Neel Reddy

Neel Reddy


Dr. Whitney Woodmansee


College of Medicine




Business Administration


American Medical Students Association (AMSA)

Academic Awards



Shands Emergency Department Volunteer

Research Interests

My research interests are held in a wide variety of specialties in the sciences and humanities. I have partaken in research in health disparities while focusing on the impact of social determinants within my community. My current primary research interest is in the area of hyperthyroidism and thyroid-related diseases. I aspire to develop my knowledge of pituitary disorders by studying the progression and treatment of commonly presented disorders.

Hobbies and Interests

In my free time, I enjoy playing Hockey and going to the gym with my friends. I also play the Piano and enjoy traveling to new places.

Research Project

Assessment of the 2016 American Thyroid Association Hyperthyroidism Clinical Guidelines on Treatment of Subclinical Hyperthyroidism among Clinicians

Hyperthyroidism is characterized by increased thyroid hormone synthesis and secretion from the thyroid gland. Subclinical Hyperthyroidism is a mild form of hyperthyroidism that is defined by a low or undetectable serum thyroid-stimulating hormone (TSH) level, with normal free thyroxine (T4) and total or free triiodothyronine (T3) levels. The prevalence of hyperthyroidism in the US population is about 1.2% (0.5% overt and 0.7% subclinical). Subclinical hyperthyroidism is associated with impaired quality of life and hyperthyroid symptoms, as well as increased risk of bone loss and atrial fibrillation.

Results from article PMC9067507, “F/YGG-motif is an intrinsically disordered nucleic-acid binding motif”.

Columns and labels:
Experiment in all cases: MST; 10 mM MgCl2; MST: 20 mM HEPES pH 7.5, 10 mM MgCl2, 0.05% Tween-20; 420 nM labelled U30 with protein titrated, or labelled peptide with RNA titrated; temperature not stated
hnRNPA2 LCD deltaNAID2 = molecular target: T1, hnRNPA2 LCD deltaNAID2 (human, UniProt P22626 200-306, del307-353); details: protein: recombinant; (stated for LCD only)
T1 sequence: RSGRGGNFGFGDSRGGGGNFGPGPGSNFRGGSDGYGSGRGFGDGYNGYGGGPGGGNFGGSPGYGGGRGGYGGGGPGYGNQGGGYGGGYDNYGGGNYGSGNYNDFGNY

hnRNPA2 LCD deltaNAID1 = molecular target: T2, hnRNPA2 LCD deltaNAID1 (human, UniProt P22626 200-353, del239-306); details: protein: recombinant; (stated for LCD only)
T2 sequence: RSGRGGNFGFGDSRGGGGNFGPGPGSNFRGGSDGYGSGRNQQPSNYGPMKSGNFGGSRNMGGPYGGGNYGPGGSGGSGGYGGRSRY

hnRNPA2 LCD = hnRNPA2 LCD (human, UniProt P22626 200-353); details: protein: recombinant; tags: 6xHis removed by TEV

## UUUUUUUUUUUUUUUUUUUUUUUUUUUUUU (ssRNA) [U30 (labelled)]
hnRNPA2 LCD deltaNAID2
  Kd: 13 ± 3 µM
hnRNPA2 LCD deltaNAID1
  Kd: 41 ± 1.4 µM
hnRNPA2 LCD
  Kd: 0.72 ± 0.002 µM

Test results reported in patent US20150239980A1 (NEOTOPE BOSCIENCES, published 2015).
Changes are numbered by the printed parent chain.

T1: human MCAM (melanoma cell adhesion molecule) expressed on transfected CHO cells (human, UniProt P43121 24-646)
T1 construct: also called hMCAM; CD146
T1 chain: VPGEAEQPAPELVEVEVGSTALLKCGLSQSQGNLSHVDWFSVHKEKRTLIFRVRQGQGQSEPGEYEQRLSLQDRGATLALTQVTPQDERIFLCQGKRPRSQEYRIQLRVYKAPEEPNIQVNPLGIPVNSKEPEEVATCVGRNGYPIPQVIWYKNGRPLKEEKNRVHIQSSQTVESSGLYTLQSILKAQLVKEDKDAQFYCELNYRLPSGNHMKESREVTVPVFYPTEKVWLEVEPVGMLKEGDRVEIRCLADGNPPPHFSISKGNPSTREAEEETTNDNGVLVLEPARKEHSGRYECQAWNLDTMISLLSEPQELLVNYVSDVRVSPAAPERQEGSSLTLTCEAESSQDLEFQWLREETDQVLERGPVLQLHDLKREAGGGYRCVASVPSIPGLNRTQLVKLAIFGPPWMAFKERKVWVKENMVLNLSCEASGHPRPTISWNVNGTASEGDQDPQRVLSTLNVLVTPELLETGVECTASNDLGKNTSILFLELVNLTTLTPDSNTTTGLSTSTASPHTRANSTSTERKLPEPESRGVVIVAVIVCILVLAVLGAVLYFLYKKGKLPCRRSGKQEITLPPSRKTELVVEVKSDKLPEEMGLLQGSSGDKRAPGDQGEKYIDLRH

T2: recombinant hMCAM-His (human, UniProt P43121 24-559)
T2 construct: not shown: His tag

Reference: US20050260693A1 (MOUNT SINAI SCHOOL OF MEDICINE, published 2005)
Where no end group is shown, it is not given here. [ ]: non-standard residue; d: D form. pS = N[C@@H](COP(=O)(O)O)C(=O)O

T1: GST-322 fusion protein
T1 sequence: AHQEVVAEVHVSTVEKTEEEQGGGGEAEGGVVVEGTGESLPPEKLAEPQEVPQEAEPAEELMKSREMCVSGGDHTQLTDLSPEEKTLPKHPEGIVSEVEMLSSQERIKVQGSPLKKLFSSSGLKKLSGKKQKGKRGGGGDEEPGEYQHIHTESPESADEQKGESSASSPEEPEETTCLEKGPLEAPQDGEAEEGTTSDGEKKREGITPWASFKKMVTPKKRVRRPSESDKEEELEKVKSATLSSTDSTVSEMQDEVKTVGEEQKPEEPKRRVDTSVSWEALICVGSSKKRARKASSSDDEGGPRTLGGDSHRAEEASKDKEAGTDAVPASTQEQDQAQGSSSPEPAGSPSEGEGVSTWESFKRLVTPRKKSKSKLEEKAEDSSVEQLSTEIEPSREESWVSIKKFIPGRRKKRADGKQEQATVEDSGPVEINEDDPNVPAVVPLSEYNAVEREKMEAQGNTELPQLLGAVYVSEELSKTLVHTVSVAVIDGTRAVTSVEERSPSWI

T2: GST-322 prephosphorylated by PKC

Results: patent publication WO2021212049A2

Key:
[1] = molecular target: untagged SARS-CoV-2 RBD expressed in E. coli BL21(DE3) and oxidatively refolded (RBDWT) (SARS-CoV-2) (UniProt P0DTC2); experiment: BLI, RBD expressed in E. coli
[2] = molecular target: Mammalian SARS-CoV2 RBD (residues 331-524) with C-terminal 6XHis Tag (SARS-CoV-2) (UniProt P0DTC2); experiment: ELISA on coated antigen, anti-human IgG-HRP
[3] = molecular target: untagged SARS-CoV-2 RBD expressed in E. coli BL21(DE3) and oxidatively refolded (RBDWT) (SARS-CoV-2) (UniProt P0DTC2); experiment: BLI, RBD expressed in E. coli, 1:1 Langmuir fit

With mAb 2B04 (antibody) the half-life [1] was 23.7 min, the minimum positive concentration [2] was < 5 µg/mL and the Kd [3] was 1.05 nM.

A study was undertaken in 2003 to understand management strategies at the time in the absence of clinical guidelines. A confidential clinical survey was mailed to 300 physician members in the American Thyroid Association (ATA) to assess their views on the management of subclinical hyperthyroidism using a variety of clinical scenarios.  These scenarios included older vs. younger patients and those with mild vs. more severe subclinical hyperthyroidism as determined by the degree of TSH suppression. Respondents showed that they were more likely to recommend additional testing in patients with undetectable TSH values compared to patients with only slightly suppressed values. Additionally, antithyroid drugs were commonly prescribed as a treatment option amongst others such as Beta Blockers and surgery. In 2016, the ATA released guidelines for the diagnosis and management of subclinical hyperthyroidism. These guidelines presented additional treatment requirements and management options for patients with hyperthyroidism.

The central goal of this project is to repeat the prior clinical survey of ATA members to determine if the 2016 guidelines impacted clinical practice and to assess the practice patterns in general medicine providers. More specifically, to determine if any shift in treatment of subclinical hyperthyroidism was recorded among thyroid specialists and to compare practice patterns of Thyroid specialists to general practitioners.